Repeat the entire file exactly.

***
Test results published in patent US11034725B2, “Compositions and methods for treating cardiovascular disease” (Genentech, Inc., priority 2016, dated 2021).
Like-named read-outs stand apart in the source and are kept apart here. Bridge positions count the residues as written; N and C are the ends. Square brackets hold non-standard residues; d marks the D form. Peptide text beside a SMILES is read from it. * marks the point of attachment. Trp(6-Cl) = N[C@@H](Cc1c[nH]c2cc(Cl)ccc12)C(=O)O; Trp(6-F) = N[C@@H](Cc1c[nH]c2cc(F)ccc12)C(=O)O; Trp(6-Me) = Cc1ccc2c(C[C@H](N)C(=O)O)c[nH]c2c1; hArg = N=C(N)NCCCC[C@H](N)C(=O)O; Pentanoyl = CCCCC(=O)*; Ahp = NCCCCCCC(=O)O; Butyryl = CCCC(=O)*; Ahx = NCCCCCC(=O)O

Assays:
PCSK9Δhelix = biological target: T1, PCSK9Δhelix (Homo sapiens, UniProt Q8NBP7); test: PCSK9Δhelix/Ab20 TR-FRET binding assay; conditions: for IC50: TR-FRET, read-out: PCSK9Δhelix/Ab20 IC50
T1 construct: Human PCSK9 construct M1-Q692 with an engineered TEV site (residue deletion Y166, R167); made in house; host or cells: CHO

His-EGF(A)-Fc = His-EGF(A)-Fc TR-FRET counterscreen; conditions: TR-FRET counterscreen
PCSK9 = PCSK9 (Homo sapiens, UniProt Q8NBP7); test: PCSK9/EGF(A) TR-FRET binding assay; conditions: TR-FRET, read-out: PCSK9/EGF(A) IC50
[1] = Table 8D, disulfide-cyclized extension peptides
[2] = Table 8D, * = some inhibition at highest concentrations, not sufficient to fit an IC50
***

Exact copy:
Test results published in patent US11034725B2, “Compositions and methods for treating cardiovascular disease” (Genentech, Inc., priority 2016, dated 2021).
Like-named read-outs stand apart in the source and are kept apart here. Bridge positions count the residues as written; N and C are the ends. Square brackets hold non-standard residues; d marks the D form. Peptide text beside a SMILES is read from it. * marks the point of attachment. Trp(6-Cl) = N[C@@H](Cc1c[nH]c2cc(Cl)ccc12)C(=O)O; Trp(6-F) = N[C@@H](Cc1c[nH]c2cc(F)ccc12)C(=O)O; Trp(6-Me) = Cc1ccc2c(C[C@H](N)C(=O)O)c[nH]c2c1; hArg = N=C(N)NCCCC[C@H](N)C(=O)O; Pentanoyl = CCCCC(=O)*; Ahp = NCCCCCCC(=O)O; Butyryl = CCCC(=O)*; Ahx = NCCCCCC(=O)O

Assays:
PCSK9Δhelix = biological target: T1, PCSK9Δhelix (Homo sapiens, UniProt Q8NBP7); test: PCSK9Δhelix/Ab20 TR-FRET binding assay; conditions: for IC50: TR-FRET, read-out: PCSK9Δhelix/Ab20 IC50
T1 construct: Human PCSK9 construct M1-Q692 with an engineered TEV site (residue deletion Y166, R167); made in house; host or cells: CHO

His-EGF(A)-Fc = His-EGF(A)-Fc TR-FRET counterscreen; conditions: TR-FRET counterscreen
PCSK9 = PCSK9 (Homo sapiens, UniProt Q8NBP7); test: PCSK9/EGF(A) TR-FRET binding assay; conditions: TR-FRET, read-out: PCSK9/EGF(A) IC50
[1] = Table 8D, disulfide-cyclized extension peptides
[2] = Table 8D, * = some inhibition at highest concentrations, not sufficient to fit an IC50